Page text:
Ranking a team in the Oceanic region is often a difficult task with guesswork involved. The lack of consistent online play and regular LAN events leaves analysts using dated matchups and performances to gauge a team’s placing. The period we find ourselves in now is a perfect example of this, where the formation of Kings and changes to Tainted and Grayhound leaves us with a fairly mix-and-match top five (outside the ever-consistent Chiefs). Grayhound, especially, have managed to achieve a solid level of performances both online and offline with a rotating cast of stand-ins and substitute players. Their recent qualification for the ESEA Season 25 Global Challenge, after defeating Chiefs 2-1, cements this.
The era of this team’s success began, strangely enough, after parting ways with in-game leader JAMES before the Asia Minor online qualifier. 1.6 veteran and CS:GO floater deStiny, who had been used as a substitute since his removal from the team, stepped in for then Immunity and helped them secure a spot at the Minor in China, defeating Chiefs, Legacy and Avant Garde along the way. This result, however, didn’t hold much weight in the eyes of analysts and spectators. Being forced to use a stand-in or substitute often alleviates the pressure to perform, as a disappointing result can be blamed on not fielding the team’s usual or practiced roster. Another factor to take into account was that stand-ins were also used on Avant in the quarter final and Chiefs in the grand final.
Immunity announced that they would be using wizard at the Minor to much speculation. While he was a consistent support-style player during his time with Athletico and Tainted Minds, wizard hadn’t played competitively for close to half a year at the time. His return just a couple of weeks before the biggest event of his and his team’s careers had many doubting how he would perform. However, the team managed to claim third place, with a 2-0 win over MongolZ in the group stage and a 2-0 victory over the supposed Chinese superteam Flash in the semi final, before losses to Renegades and TyLoo knocked them out. It seemed wizard was a perfect fit for the team, complementing erkaSt’s passive style and following up the entry work of BURN and Grat. This would not be the case, unfortunately, as ESL roster locks prevented wizard from joining the side for the ZEN League Finals after winning ESL AUNZ Season 3 with Avant Garde.
The ZEN League Finals was an extremely up-in-the-air event, featuring an inconsistent Dark Sided, returning from a decent showing at the MDL Finals in the UK, an MVP PK side that, despite their wealth of experience, hadn’t looked convincing in online performances, Recca, using star-carry BnTeT for the last time after he signed with TyLoo, and Immunity themselves having to use another previously out of action player, this time in the form of cozeh. Here, Immunity only managed to pick up one win, where an Overpass performance with seemingly everything going right for them claiming the elimination series against Dark Sided. In their first BO3 against MVP PK, Immunity looked convincing, though in comeback efforts, but were unable to take a map, losing 16-14 on Inferno and 16-13 on Nuke. The second series against the Koreans, however, was much less hopeful, with another 2-0 being handed their way, though much less convincing this time.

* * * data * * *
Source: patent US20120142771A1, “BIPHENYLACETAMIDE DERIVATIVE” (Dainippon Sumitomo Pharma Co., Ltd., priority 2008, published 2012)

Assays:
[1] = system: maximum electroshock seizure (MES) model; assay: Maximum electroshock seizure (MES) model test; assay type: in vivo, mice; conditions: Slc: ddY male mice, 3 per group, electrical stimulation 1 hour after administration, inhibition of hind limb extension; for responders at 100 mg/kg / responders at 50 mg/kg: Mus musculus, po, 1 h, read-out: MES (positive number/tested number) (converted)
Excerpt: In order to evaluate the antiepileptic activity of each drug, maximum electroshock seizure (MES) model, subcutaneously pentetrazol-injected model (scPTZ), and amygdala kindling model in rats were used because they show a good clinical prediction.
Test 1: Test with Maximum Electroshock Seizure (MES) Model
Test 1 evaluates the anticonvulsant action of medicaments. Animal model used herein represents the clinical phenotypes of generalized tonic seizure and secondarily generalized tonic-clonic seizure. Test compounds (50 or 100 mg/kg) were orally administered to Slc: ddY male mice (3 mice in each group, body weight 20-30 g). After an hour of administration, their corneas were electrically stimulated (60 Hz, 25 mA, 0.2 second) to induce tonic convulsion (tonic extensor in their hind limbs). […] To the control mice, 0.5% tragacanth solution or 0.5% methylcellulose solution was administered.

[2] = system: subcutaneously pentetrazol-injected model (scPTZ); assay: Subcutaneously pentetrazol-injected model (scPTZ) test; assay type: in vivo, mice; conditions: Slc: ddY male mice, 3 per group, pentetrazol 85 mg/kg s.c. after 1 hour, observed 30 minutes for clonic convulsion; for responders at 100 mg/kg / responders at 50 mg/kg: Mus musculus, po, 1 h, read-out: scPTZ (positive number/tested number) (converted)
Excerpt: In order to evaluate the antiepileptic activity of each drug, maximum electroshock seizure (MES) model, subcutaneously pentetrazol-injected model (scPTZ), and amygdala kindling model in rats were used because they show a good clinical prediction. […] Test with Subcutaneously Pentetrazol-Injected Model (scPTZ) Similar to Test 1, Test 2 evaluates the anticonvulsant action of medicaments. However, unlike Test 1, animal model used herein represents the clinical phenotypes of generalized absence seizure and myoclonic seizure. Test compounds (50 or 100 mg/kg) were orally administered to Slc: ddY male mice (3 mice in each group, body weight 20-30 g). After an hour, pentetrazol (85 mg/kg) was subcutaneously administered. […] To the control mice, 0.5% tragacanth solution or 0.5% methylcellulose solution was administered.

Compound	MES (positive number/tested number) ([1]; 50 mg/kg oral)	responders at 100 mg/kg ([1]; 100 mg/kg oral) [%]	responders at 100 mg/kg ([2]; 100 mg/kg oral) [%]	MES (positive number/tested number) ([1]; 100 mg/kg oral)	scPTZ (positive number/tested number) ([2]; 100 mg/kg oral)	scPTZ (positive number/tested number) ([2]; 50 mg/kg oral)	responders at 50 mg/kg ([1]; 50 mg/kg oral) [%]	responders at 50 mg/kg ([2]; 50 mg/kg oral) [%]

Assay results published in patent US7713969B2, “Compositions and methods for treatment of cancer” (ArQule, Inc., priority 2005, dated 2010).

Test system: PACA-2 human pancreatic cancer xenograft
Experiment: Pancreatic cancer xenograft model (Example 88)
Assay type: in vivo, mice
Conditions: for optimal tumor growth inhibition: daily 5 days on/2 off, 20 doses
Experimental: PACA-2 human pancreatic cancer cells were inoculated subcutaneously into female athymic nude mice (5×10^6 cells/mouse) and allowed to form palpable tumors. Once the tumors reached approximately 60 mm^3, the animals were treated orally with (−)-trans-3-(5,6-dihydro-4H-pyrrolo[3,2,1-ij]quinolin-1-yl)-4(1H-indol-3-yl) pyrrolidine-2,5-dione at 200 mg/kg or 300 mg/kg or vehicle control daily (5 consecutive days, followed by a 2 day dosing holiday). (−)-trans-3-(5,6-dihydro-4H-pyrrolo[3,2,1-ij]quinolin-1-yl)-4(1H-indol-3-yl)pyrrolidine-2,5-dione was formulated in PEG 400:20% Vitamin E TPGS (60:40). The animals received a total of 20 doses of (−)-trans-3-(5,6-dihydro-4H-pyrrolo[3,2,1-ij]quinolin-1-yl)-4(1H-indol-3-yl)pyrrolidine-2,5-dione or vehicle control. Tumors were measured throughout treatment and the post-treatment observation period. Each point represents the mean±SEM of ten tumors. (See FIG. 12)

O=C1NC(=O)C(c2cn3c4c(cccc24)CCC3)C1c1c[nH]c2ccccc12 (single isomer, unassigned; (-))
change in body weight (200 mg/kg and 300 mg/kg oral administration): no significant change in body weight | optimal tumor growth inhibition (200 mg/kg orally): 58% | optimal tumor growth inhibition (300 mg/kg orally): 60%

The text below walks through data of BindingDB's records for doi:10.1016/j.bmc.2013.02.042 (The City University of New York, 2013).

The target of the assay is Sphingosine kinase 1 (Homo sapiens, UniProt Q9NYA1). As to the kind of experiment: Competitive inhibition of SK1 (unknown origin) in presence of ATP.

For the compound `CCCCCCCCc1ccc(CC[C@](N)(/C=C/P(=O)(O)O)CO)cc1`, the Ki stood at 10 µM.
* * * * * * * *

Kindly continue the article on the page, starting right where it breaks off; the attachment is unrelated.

It was after this event where the team signed with the newly-formed Grayhound organisation and added prakM. This lineup’s initial period was quite the struggle, placing dead last at the CGPL Finals, losing 2-0 to Chiefs and 2-1 to Dark Sided, as well as placing 5th-8th in the WCA 2017 APAC qualifiers and losing in the first round of the DreamHack Masters APAC qualifier to B.O.O.T.-dream[S]cape. However, as has been a theme with the lineup on multiple occasions, the use of substitute deStiny in place of MoeycQ, who was removed from the lineup, in their ESEA S25 finals campaign netted them an unfathomable result. The team were able to take down Chiefs 2-1 in the grand final and claim their spot at the MDL Finals in California, where they’ll use the newly added journeyman dexter.
Grayhound, now and during their time as Immunity, have found their best results as a team and qualified for international events using stand-ins, be it deStiny in online brackets or wizard at the PGL Asia Minor. This begs the question: how do you rank this team? Most would consider Grayhound to be a top three team in the region, but when considering their performances at offline events such as CGPL Autumn and Winter of this year, using their intended lineup of five, they’ve been poor. Online is where have thrived, with or without a consistent fifth, always managing to qualify for domestic events and even some international ones. However, their performance in the recent Unikrn Australian Showdown, their first event with dexter, left a lot to be desired. Obviously, a new addition is going to leave the team with some less-than-stellar initial results, but if they can perform against all odds with deStiny, is this an unfortunate thing of signs to come for Grayhound?
The large-scale victories that give Grayhound weight in ranking considerations were achieved with the alleviation of pressure that comes with using a stand-in. Both deStiny and wizard are skilled players that complimented the roles of Grayhound nicely and managed to have above par performances, but these results should be taken with a grain of salt. It’s undoubtable that, in the current climate of Oceanic CS, Grayhound are a team firmly in the top five, sitting alongside Chiefs, Tainted Minds, Kings and Athletico, based on online league results and the players’ individual skills alone, but do we have enough evidence to suggest they’re within the top three?